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Various Authors 4:09 p.m., May 27
The San Diego Zoo is essentially on the lamb...rather lam...free to do whatever it chooses with $10.5 million a year from property tax subsidies paid for by San Diego residents, says a new report by San Diego's City Auditor.
The annual paycheck, which amounts to approximately 23 percent of the Zoo's yearly expenses, is collected by the County, funneled to the City and then get deposited in the Zoo's General Fund to help pay for exhibitions at the tourist attraction. The arrangement was set up way back in 1934 to be used "exclusively for the maintenance in Balboa Park of zoological exhibits."
In the May 6 report, the City Auditor found that while there is no evidence of misappropriation or misuse of funds and that the money is spent "in a manner broadly consistent with the City Charter," there is room for improvement and more efficient ways to track the revenues.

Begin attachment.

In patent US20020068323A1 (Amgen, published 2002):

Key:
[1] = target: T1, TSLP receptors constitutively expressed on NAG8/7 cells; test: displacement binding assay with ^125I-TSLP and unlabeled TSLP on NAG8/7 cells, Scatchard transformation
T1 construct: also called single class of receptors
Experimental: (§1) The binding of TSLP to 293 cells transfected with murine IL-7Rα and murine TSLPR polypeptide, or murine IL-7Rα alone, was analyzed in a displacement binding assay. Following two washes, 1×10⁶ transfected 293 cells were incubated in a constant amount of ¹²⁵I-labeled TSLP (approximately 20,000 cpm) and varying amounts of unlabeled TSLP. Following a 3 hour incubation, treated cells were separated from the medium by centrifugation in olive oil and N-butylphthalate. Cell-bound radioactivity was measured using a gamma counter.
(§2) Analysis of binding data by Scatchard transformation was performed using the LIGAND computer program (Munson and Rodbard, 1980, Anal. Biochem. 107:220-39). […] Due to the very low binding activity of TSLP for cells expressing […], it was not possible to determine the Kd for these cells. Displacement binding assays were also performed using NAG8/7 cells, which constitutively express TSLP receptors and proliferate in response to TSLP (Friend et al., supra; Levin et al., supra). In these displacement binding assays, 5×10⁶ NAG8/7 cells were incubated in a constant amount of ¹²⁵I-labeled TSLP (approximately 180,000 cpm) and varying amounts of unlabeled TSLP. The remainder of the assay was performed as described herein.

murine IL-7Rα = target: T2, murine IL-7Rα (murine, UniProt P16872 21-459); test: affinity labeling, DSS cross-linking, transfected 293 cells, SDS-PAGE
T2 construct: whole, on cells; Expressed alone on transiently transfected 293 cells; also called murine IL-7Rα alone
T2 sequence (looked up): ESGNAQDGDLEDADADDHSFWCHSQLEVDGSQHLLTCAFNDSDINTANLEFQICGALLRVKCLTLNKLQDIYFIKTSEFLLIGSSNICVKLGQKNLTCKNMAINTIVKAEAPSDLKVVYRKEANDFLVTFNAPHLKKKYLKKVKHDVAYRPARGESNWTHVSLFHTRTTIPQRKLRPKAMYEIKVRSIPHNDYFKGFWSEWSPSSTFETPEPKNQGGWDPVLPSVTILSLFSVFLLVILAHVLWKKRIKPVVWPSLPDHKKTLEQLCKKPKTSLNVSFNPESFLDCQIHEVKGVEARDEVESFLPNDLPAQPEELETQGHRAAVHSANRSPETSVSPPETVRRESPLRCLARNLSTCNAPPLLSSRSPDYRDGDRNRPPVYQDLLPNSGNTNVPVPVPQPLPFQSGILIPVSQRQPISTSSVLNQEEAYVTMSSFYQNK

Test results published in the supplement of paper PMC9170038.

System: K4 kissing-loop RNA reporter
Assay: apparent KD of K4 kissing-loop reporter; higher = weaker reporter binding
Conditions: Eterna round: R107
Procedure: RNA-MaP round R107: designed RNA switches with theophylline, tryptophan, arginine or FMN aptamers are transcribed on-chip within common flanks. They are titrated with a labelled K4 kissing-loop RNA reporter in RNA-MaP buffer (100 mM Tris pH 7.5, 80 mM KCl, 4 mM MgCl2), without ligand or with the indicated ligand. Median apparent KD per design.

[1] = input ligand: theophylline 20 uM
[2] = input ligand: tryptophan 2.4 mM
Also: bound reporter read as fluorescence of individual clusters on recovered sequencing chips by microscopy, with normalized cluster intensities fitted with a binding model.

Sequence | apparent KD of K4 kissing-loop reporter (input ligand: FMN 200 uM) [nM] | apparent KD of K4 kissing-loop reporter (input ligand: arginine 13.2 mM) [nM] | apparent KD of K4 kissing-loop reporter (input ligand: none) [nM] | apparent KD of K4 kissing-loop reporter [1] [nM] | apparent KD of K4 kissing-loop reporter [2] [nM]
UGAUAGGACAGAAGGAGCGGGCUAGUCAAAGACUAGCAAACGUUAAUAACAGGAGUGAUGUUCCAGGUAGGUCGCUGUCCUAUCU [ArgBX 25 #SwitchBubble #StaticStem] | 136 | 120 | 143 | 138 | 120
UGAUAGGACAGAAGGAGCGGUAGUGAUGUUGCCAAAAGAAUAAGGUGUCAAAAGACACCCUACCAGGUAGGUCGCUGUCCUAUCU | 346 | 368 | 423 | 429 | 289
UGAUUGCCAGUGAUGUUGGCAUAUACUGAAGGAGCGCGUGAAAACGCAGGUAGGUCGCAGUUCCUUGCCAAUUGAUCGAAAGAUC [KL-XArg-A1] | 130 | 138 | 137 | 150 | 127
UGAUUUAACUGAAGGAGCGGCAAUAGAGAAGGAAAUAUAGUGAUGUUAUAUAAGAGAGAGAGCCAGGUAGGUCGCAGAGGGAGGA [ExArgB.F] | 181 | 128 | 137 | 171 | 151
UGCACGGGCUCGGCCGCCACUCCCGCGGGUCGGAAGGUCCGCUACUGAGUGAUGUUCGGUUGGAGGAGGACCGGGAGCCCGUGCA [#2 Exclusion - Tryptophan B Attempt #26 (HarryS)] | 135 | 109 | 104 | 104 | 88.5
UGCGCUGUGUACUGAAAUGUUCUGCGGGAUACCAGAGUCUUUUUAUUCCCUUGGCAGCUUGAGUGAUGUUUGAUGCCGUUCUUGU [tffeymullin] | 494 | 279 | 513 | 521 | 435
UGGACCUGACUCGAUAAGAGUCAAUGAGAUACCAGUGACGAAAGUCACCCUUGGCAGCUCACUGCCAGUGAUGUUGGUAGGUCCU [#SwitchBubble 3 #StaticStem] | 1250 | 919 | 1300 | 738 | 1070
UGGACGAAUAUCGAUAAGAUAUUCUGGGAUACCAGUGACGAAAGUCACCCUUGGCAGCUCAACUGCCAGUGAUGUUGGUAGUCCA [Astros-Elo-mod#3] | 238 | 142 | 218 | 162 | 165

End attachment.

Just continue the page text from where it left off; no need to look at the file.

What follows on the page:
One area of concern is the lack of communication between the City and Zoo officials. In addition to the lack of communication, the Zoo doesn't necessarily track how the tax revenues are spent.
"As a result, neither the City nor the Zoo can definitively determine that funds collected...are being used specifically for maintenance of zoological exhibits."
And, the Auditor's report goes on to say, that even if the two entities were communicating and tracking the money, the exact use of what the money should be spent for is too broad and should be more narrowly defined.
Concluded the City Auditor: "The San Diego Zoo is an important part of the City's economy and culture. San Diego citizens support the organization through the provision of property taxes for the maintenance of zoological exhibits. Making a few minor adjustments to the process of budgeting, operating, and overseeing the Zoological Exhibits Fund as well as documenting procedures to enhance clarity will allow the process to be more efficient, transparent, and accountable to the taxpayers."
Follow this link to read the full report: